Monday, June 20, 2016

Summer Arrives With The Strawberry Moon

Around the world today people will have an opportunity to see an event that has occurred about thirty times in the last 2000 years. That event in the northern hemisphere is the summer solstice coinciding with a full moon. For residents of Atlanta the solstice occurs at 6:34 PM EDT. The Strawberry Moon will rise 9:00 PM as the sun sets on the opposite horizon. 

Summer solstice at Stonehenge, Wiltshire, England

The sun reaches its highest point in the sky today and it is the longest day of the year. Although the sun begins its descent tomorrow, insolation from our star will continue to raise atmospheric temperatures until late July. As this day marks the end of the season of renewal and the beginning of the season of growth and flower, I am reminded of this quote by D. H. Lawrence:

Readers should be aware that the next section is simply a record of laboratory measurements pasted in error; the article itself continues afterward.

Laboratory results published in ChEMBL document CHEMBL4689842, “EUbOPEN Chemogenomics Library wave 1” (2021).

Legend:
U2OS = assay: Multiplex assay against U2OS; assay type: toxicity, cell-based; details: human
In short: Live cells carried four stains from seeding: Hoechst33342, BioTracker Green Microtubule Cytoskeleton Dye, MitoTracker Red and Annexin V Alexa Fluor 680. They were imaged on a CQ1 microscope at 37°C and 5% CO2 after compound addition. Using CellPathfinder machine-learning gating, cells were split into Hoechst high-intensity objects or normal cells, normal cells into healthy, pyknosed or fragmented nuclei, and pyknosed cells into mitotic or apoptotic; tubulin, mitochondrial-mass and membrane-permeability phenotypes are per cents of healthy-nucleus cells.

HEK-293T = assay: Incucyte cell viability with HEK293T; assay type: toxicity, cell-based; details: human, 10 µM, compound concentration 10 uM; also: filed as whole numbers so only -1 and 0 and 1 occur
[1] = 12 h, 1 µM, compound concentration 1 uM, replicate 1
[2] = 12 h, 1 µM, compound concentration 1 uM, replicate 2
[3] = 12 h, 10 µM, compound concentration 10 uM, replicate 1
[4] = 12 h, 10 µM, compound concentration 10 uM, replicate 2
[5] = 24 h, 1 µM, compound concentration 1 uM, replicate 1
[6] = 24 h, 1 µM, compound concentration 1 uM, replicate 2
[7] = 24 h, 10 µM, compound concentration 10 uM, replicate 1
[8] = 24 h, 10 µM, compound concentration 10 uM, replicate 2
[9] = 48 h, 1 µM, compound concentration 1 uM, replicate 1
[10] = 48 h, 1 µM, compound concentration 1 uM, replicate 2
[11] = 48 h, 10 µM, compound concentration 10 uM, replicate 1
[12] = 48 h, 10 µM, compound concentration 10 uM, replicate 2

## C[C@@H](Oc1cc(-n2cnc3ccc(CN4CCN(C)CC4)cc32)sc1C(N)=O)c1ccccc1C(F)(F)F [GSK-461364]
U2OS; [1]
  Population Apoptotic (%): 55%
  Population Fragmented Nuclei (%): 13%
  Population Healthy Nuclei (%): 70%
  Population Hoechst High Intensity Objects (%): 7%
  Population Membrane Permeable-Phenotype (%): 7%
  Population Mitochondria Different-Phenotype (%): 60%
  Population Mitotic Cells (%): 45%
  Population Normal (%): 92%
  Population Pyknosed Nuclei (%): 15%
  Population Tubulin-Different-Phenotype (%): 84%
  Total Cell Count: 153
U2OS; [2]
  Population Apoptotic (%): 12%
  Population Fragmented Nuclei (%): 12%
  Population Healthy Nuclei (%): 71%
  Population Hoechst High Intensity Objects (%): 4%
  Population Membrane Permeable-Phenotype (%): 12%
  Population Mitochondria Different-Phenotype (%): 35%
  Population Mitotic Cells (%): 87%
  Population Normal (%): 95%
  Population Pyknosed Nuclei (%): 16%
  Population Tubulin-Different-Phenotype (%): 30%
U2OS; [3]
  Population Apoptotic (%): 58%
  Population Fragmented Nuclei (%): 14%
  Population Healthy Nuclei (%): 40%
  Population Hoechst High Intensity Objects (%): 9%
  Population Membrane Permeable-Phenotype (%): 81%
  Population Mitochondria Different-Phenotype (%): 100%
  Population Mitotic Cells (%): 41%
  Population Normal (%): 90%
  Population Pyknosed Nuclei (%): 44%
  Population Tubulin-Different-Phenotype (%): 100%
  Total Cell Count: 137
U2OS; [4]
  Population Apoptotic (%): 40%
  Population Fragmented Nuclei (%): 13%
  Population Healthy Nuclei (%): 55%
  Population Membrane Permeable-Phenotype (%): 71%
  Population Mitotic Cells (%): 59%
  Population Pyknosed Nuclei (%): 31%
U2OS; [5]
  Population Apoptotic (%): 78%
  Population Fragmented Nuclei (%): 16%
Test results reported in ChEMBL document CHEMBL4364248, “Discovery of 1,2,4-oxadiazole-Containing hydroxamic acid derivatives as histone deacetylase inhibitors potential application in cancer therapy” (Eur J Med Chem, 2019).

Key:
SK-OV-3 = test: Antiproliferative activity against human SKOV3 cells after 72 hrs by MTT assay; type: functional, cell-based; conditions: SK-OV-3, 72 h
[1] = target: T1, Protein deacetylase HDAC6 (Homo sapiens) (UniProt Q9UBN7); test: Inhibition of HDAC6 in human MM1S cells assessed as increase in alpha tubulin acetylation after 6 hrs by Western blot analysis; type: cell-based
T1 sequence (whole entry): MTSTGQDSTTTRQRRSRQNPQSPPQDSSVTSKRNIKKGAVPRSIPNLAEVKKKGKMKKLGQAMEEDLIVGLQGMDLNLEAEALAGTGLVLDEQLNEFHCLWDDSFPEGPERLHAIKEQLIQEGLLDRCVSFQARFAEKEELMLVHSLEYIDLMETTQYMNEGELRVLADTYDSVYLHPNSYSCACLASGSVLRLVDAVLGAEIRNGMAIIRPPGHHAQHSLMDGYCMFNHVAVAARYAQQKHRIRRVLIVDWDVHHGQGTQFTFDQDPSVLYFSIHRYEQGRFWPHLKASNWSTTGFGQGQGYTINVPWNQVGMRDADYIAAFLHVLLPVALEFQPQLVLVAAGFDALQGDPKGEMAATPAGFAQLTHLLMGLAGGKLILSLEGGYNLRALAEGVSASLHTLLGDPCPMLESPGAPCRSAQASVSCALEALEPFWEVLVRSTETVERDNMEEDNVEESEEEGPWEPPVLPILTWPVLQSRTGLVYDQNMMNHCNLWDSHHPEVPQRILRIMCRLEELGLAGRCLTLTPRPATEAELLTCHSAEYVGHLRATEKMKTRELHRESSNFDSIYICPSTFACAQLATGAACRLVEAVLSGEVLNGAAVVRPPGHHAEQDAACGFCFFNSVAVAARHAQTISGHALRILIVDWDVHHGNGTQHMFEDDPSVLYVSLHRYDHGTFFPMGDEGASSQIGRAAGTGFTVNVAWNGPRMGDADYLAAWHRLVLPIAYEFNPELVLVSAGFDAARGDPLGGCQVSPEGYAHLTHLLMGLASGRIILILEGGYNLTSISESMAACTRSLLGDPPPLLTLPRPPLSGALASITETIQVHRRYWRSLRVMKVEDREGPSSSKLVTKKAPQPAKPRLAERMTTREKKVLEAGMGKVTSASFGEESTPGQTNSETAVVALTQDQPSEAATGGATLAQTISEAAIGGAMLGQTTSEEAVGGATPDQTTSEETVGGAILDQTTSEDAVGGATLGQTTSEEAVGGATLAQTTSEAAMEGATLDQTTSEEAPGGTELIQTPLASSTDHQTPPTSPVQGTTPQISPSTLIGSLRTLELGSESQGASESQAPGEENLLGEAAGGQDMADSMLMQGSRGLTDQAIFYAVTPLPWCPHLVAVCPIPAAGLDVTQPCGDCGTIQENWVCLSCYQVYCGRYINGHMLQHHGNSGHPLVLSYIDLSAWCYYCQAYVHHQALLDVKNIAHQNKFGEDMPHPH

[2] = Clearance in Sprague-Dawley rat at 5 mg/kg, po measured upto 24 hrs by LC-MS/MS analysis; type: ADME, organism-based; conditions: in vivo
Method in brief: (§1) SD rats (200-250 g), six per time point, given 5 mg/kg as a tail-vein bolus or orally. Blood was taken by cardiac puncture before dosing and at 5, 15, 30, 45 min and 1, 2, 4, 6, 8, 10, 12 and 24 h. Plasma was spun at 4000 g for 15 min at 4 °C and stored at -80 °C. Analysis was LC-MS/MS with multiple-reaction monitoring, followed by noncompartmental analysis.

The greatest need of man is the renewal forever of the complete rhythm of life and death, the rhythm of the sun's year, the body's year.

There's plenty of interesting music for the day including this 13th century English round:

Middle English

Sumer is icumen in,

Lhude sing cuccu!

Groweþ sed and bloweþ med
And springþ þe wde nu,
Sing cuccu!
Awe bleteþ after lomb,
Lhouþ after calue cu.
Bulluc sterteþ, bucke uerteþ,
Murie sing cuccu!
Cuccu, cuccu, wel singes þu cuccu;
Ne swik þu nauer nu.
Sing cuccu nu. Sing cuccu.
Sing cuccu. Sing cuccu nu!

Modern English

Summer has arrived,
Loudly sing, Cuckoo!
The seed grows and the meadow
And the wood springs anew,
Sing, Cuckoo!
The ewe bleats after the lamb
The cow lows after the calf.
The bullock stirs, the stag farts,
Merrily sing, Cuckoo!
Cuckoo, cuckoo, well you sing,
Don't ever you stop now,
Sing cuckoo now. Sing, Cuckoo.
Sing Cuckoo. Sing cuckoo now!

Here is a tone poem, A Song of Summer, written some 700 years later by Frederick Delius as transcribed and arranged by Eric Fenby:

And finally, there is summer as the season of youth, the school break, the summer job, of free time and good friends, and for many what the renowned mythologist Joseph Campbell called "friendship set to music."


Photos and Illustrations:


Sunday, June 19, 2016